Harriet Jacobs: Incidents in the Life of a Slave Girl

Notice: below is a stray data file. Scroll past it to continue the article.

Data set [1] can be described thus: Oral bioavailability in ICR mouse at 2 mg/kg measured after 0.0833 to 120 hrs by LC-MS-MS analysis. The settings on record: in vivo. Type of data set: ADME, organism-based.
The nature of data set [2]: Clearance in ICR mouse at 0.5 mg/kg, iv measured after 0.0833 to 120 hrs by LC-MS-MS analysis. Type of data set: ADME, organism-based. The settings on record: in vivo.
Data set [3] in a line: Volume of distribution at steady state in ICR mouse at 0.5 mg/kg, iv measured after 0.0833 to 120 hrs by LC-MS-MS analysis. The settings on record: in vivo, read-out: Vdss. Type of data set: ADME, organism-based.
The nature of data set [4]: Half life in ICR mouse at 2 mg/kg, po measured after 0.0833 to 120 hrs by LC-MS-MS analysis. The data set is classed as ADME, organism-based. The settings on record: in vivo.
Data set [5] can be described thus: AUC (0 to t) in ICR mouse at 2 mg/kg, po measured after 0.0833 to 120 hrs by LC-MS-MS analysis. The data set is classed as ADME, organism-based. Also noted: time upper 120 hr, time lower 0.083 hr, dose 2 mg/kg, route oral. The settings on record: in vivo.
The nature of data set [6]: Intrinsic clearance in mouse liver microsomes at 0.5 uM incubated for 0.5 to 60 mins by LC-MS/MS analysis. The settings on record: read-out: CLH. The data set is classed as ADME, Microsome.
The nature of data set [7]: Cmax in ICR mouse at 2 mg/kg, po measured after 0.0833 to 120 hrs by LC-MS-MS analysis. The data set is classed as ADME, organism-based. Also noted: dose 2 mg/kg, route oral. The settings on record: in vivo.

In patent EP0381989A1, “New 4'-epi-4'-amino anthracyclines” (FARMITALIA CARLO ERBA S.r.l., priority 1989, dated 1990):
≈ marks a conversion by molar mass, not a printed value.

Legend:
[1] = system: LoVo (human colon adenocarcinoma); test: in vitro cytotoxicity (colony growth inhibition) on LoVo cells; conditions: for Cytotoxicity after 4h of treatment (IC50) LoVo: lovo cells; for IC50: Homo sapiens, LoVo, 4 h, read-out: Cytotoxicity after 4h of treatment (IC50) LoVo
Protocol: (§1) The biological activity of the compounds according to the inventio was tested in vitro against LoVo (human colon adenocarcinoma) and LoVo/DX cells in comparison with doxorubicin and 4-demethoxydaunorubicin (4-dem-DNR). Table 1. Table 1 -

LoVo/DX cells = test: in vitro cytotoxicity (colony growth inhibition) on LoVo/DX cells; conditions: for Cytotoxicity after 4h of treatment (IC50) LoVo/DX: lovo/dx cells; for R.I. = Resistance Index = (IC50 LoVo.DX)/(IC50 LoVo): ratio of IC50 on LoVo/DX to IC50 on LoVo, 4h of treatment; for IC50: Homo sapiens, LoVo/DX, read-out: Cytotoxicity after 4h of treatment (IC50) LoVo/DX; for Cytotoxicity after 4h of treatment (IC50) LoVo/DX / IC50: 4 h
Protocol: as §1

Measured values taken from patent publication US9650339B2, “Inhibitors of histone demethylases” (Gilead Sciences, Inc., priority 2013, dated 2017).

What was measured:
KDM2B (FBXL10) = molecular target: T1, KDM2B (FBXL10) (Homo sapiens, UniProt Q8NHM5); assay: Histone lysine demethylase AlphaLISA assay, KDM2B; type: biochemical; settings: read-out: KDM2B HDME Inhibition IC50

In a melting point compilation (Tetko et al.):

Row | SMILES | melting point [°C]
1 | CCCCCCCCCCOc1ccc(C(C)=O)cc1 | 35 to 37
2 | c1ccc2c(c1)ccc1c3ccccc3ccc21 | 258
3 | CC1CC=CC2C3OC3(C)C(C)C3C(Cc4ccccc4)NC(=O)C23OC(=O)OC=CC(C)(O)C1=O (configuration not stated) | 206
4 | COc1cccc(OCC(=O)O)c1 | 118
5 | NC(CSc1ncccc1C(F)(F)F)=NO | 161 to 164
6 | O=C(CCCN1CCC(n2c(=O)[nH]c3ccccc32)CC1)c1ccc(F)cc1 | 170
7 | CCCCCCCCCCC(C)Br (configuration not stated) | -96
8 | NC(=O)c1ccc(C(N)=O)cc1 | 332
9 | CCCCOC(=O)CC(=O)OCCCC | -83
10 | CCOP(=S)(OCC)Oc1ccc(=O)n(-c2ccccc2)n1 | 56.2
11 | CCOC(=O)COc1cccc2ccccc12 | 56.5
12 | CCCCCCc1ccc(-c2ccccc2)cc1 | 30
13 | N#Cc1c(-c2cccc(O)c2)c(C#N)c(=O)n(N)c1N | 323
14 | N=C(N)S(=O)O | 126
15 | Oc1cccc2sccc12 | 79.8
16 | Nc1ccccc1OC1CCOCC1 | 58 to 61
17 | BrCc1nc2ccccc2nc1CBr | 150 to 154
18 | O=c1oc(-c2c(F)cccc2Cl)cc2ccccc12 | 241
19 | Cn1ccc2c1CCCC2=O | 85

In her discussion of 19th-century African American women writers, Carla Peterson argues that black women such as Harriet Jacobs had difficulty telling their own story in a way that allowed them to take ownership over their own bodies, sexuality, and identities. In their stories, African American women had to “normalize” the black body, as Peterson calls it, performing a black-faced version of true womanhood. Write a blog in which you explore to what extent Jacobs in writing her autobiography for a largely white Christian female abolitionist audience engages in this normalization of the black female body? To what extent is she writing a “double-voiced” texts that both places her story within the context of “true womanhood” but challenges these gender assumptions?